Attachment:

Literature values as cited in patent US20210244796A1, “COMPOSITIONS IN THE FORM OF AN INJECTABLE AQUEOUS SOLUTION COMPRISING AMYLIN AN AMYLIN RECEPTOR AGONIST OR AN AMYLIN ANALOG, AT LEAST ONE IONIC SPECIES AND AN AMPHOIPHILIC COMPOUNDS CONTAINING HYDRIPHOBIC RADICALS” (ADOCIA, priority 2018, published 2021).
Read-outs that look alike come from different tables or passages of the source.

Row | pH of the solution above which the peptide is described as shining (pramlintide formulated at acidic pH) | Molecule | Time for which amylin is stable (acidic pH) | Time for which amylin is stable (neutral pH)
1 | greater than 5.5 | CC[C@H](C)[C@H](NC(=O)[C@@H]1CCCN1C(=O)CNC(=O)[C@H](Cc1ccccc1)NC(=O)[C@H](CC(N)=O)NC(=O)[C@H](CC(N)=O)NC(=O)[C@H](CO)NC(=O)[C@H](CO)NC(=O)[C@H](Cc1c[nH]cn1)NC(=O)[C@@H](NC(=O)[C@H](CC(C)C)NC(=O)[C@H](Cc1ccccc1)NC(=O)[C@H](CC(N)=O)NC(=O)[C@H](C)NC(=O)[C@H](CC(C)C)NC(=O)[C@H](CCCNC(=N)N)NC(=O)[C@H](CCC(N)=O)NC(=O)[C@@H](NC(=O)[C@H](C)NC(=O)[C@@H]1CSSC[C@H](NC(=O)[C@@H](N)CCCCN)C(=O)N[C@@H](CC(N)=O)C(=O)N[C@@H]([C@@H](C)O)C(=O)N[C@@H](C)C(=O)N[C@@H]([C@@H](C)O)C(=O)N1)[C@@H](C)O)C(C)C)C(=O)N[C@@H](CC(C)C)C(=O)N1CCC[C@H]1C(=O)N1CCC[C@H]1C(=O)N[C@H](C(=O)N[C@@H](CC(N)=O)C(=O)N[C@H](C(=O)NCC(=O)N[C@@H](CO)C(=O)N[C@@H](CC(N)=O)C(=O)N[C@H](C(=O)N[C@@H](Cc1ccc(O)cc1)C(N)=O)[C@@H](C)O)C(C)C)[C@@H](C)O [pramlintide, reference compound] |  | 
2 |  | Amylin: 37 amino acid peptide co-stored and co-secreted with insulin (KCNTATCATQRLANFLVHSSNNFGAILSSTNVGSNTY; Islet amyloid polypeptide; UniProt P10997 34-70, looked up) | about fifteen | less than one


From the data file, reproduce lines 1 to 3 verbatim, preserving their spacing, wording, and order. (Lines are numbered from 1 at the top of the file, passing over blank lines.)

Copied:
Literature values as cited in patent US20210244796A1, “COMPOSITIONS IN THE FORM OF AN INJECTABLE AQUEOUS SOLUTION COMPRISING AMYLIN AN AMYLIN RECEPTOR AGONIST OR AN AMYLIN ANALOG, AT LEAST ONE IONIC SPECIES AND AN AMPHOIPHILIC COMPOUNDS CONTAINING HYDRIPHOBIC RADICALS” (ADOCIA, priority 2018, published 2021).
Read-outs that look alike come from different tables or passages of the source.

Row | pH of the solution above which the peptide is described as shining (pramlintide formulated at acidic pH) | Molecule | Time for which amylin is stable (acidic pH) | Time for which amylin is stable (neutral pH)